Delivery of doxorubicin in vitro and in vivo using bio-reductive cellulose nanogels†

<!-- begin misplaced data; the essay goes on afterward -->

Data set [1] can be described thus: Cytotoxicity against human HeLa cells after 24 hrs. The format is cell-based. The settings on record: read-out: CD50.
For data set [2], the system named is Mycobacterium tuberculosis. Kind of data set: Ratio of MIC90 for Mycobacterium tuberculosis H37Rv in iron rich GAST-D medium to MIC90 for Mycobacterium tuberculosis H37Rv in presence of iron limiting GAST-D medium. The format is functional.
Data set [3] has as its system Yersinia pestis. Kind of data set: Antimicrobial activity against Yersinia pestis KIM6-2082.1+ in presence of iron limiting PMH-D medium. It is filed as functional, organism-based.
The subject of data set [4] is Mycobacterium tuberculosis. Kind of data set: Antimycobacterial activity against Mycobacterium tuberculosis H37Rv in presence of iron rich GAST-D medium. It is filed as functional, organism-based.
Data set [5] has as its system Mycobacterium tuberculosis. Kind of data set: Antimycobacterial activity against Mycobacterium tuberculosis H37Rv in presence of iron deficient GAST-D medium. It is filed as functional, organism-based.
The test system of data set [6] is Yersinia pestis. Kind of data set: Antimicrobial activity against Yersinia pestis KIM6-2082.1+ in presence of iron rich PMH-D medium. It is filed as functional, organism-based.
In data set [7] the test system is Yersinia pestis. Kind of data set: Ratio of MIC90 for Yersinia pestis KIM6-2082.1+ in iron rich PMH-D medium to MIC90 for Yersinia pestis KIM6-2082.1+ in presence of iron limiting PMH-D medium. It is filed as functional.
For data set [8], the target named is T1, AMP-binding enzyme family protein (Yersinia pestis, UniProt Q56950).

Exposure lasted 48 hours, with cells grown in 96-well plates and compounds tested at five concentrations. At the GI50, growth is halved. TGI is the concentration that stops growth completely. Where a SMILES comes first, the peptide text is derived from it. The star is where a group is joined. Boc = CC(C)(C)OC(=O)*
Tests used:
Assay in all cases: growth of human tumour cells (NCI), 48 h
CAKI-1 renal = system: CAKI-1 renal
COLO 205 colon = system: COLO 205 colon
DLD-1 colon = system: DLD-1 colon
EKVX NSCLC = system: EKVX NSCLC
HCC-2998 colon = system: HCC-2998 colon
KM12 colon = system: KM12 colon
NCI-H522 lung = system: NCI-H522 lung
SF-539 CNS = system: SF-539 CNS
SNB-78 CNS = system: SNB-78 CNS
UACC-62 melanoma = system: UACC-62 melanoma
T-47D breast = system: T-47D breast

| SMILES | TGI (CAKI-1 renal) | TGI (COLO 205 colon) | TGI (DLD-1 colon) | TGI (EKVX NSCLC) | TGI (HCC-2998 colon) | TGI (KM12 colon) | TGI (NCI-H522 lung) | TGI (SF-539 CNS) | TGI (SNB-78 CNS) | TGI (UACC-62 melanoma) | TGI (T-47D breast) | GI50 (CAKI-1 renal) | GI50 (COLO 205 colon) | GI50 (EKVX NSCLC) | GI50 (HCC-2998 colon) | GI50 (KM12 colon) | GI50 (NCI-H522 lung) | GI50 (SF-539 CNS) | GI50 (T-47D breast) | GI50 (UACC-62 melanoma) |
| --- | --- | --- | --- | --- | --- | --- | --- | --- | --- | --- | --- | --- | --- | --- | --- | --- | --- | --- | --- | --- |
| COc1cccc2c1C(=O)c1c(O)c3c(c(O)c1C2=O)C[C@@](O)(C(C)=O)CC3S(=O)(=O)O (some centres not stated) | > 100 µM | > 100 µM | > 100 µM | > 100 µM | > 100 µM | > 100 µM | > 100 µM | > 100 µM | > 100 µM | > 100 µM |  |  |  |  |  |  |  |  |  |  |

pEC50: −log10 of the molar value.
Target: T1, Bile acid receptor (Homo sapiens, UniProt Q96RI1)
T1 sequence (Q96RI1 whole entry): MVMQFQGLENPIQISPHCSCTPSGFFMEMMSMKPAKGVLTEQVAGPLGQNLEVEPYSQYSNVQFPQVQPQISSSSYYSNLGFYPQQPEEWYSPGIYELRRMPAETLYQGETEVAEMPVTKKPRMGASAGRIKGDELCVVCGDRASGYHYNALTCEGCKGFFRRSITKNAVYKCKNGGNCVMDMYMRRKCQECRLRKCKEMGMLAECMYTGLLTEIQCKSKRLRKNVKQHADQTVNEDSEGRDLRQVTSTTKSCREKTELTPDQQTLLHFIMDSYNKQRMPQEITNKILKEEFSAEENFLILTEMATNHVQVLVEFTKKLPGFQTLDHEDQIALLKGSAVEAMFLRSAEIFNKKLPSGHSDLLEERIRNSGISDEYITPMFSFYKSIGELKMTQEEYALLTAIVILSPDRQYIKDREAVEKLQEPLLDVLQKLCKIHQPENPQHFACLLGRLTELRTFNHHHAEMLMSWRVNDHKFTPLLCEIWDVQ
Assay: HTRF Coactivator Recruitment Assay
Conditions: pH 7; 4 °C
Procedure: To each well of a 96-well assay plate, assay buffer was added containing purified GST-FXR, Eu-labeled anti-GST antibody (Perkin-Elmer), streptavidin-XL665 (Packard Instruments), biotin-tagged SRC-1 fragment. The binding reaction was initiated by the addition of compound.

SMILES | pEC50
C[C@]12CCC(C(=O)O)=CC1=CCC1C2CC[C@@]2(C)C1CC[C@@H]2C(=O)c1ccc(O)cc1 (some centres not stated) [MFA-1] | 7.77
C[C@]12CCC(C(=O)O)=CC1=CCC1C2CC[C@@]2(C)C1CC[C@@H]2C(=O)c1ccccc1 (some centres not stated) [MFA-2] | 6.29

A methacrylation strategy was used to functionalize carboxymethyl cellulose and prepare redox-sensitive cellulose nanogels which contained disulfide bonds. Dynamic light scattering, zeta potential and electron microscopy were utilized to characterize these nanogels. It was found that these nanogels had a spherical morphology with a diameter of about 192 nm, and negative surface potential. These redox-sensitive nanogels were stable against high salt concentration but de-integrated in the reducing environment containing glutathione. When doxorubicin (DOX) was loaded into the nanogels, a high drug loading content (36%) and a high encapsulation efficiency (83%) were achieved. Confocal laser scanning microscopy and co-localization images showed that DOX-loaded nanogels were internalized by the cancer cells through endocytosis and the DOX could be delivered into the nucleus. Near-infrared fluorescence imaging biodistribution examination indicated that the nanogels could passively target to the tumor area by the EPR effect and had a significantly prolonged circulation time. In vivo antitumor evaluation found that DOX-loaded nanogels exhibited a significantly superior antitumor effect than the free DOX by combining the tumor volume measurement and the examination of cell apoptosis and proliferation in tumor tissues.